Maurras shows that what began as the reflection of intelligent writers on their independence from the state turned into a degenerate intelligentsia that became power hungry.
Richard Houck, the author of Liberalism Unmasked joins me today for a discussion on his book about Liberalism. We also take on ethno-masochism from the left, environmentalism, and the metaphysical grounding of the family unit.
Clearly an optimist, the author views the election victory of Donald Trump as a significant turning point in American history, hailing the win as “a revolt against globalist policies, against open borders, against a loss of rights, a total rejection of the Liberal narrative. … The 2016 election was the start of a revolution.” If this revolution is to progress and succeed, Houck argues that the Liberal rot has been so extensive that almost every institution will have to be razed and rebuilt.
This essay is formed by three intertwined theses. The first attempts to correlate the current global chaos with the end of modernity as a consequence of the failure from fundamentally unrealistic, egalitarian ideologies that maintain our civilization at present. (Translated from Spanish)
Houck has accomplished the very rare feat of being both accessible and challenging; Liberalism Unmasked doesn’t seek to preach to the converted, nor is it too esoteric, but it offers a comprehensive dismantling of each of the Left’s shibboleths. In many ways it actually reminded me of Tucker Carlson’s Ship of Fools, though where Carlson gives the benefit of the doubt to our ruling class as being merely ignorant and mediocre at best […], Houck takes the extra step and identifies the really insidious strains animating the Left.
Friberg’s 114-page book is a brief manual geared towards anyone who’s tired of the current political system. […] It also lays the foundation for the ideas that the West needs to overcome its current challenges. (Translated from Finnish)
Jim & Lorin talk about mental illness, Cesar Sayoc, Don Lemon, the Pittsburgh Synagogue Shooting, and introduce the first installment of Lorin’s Cat Lady saga • Interview with Richard Houck, author of Liberalism Unmasked.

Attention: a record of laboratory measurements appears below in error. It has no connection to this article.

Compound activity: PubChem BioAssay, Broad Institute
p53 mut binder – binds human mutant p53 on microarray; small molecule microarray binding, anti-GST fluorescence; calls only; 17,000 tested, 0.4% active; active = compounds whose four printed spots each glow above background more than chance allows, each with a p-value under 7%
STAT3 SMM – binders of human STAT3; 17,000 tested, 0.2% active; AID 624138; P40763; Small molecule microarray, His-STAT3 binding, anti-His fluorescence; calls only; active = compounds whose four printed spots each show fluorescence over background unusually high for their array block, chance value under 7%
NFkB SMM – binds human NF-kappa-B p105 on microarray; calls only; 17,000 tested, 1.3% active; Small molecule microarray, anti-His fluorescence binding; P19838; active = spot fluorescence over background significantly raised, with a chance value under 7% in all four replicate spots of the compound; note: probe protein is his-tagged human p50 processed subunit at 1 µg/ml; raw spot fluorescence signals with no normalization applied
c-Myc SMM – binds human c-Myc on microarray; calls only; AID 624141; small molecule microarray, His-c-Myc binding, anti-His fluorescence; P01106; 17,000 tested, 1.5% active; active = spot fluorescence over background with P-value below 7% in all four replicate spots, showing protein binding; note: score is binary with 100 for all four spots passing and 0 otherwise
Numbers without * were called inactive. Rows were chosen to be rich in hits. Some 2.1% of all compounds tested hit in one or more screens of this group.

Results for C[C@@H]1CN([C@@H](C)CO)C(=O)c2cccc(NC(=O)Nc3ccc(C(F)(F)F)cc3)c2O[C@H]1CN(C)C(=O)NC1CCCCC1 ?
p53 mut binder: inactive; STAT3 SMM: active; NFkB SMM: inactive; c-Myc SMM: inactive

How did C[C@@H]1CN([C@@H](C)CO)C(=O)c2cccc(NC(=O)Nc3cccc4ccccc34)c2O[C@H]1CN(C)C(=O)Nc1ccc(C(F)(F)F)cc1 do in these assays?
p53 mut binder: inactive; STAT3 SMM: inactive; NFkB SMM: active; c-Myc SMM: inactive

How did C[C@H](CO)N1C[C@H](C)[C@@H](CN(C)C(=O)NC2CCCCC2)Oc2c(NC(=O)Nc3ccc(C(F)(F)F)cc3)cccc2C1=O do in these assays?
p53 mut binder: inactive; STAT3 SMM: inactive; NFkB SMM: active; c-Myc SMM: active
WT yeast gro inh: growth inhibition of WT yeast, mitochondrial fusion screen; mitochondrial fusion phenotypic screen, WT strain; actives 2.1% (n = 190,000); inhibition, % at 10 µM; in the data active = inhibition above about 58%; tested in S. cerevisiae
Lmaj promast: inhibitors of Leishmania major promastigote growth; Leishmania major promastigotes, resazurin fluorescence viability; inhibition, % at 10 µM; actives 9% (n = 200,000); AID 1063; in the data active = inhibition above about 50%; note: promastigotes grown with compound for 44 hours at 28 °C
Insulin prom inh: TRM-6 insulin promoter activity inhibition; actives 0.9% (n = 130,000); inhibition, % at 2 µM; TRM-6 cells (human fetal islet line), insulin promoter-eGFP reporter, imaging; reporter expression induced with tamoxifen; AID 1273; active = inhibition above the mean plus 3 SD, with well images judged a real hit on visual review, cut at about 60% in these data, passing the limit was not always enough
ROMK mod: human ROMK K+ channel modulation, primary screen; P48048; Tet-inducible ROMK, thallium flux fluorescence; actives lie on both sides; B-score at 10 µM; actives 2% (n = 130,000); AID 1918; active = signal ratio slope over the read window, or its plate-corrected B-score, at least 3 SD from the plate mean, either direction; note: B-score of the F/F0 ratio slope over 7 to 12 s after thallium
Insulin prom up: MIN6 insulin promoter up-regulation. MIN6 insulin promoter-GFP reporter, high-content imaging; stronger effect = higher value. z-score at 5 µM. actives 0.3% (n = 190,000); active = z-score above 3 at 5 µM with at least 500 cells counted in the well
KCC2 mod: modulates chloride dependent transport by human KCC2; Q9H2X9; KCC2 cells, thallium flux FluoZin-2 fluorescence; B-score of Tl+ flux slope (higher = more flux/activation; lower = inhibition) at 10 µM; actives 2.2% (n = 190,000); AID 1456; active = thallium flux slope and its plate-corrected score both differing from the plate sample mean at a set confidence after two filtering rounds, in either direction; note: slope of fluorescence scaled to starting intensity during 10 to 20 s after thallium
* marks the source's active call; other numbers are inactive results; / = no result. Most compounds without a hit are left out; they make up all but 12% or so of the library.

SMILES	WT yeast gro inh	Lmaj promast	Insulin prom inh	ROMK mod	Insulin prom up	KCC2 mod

The story is surely triggering and certainly pessimistic, but not defeatist. And in the end the octogenarian anomalous novelist: part mystic, part curmudgeon, part prophet (perhaps), retains a Faustian hope, a Faustian vision of an aesthetocractic future “under the rule of a tiny number of race-conscious Caucasian geniuses.”
History is just repeating itself again though, and a veteran of the Algiers Putsch named Dominique Venner wrote about this over 50 years ago in an essay called For a Positive Critique. I consider the writing to be a seminal treatise that accomplishes exactly what the title suggests: It’s a check-list of pitfalls for right-wing nationalistic movements to avoid. He even specifically names the type of archetype causing these problems, referring to them as “Notables”.
Leonard describes the relationship between cultural nihilism, group think, political correctness and the Eurocrats, which together constitutes the “ideology of failure”. He also describes an alternative […] that goes deeper than just being a reaction to political correctness. (Translated from Swedish)
Discussing the psychological origins of liberalism with Richard Houck [author of Liberalism Unmasked, published by Arktos in 2018].
In A Global Coup Faye deftly condemns the status quo of Atlanticism, which is still in effect, that ensued in throughout the Cold War and its aftermath brings his penetrating attention to the neoconservative agenda evident in post 9/11 American foreign policy. This discussion is still extremely relevant given the recent summit of Presidents Trump and Macron, in which a new alliance was forged.